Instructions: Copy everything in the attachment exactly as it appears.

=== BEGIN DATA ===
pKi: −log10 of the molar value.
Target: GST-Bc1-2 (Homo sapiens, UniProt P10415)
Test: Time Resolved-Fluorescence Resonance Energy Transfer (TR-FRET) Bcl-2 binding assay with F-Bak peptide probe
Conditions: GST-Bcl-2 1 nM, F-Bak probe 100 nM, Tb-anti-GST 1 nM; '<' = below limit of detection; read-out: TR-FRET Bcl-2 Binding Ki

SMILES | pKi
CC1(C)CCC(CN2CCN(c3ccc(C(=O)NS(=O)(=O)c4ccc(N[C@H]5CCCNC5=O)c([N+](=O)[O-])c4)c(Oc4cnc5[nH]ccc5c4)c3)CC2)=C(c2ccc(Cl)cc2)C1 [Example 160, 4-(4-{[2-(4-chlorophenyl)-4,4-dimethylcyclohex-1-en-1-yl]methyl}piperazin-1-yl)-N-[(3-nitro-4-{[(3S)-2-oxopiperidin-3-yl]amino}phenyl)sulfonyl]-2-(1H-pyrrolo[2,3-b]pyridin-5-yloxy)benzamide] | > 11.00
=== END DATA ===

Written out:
pKi: −log10 of the molar value.
Target: GST-Bc1-2 (Homo sapiens, UniProt P10415)
Test: Time Resolved-Fluorescence Resonance Energy Transfer (TR-FRET) Bcl-2 binding assay with F-Bak peptide probe
Conditions: GST-Bcl-2 1 nM, F-Bak probe 100 nM, Tb-anti-GST 1 nM; '<' = below limit of detection; read-out: TR-FRET Bcl-2 Binding Ki

SMILES | pKi
CC1(C)CCC(CN2CCN(c3ccc(C(=O)NS(=O)(=O)c4ccc(N[C@H]5CCCNC5=O)c([N+](=O)[O-])c4)c(Oc4cnc5[nH]ccc5c4)c3)CC2)=C(c2ccc(Cl)cc2)C1 [Example 160, 4-(4-{[2-(4-chlorophenyl)-4,4-dimethylcyclohex-1-en-1-yl]methyl}piperazin-1-yl)-N-[(3-nitro-4-{[(3S)-2-oxopiperidin-3-yl]amino}phenyl)sulfonyl]-2-(1H-pyrrolo[2,3-b]pyridin-5-yloxy)benzamide] | > 11.00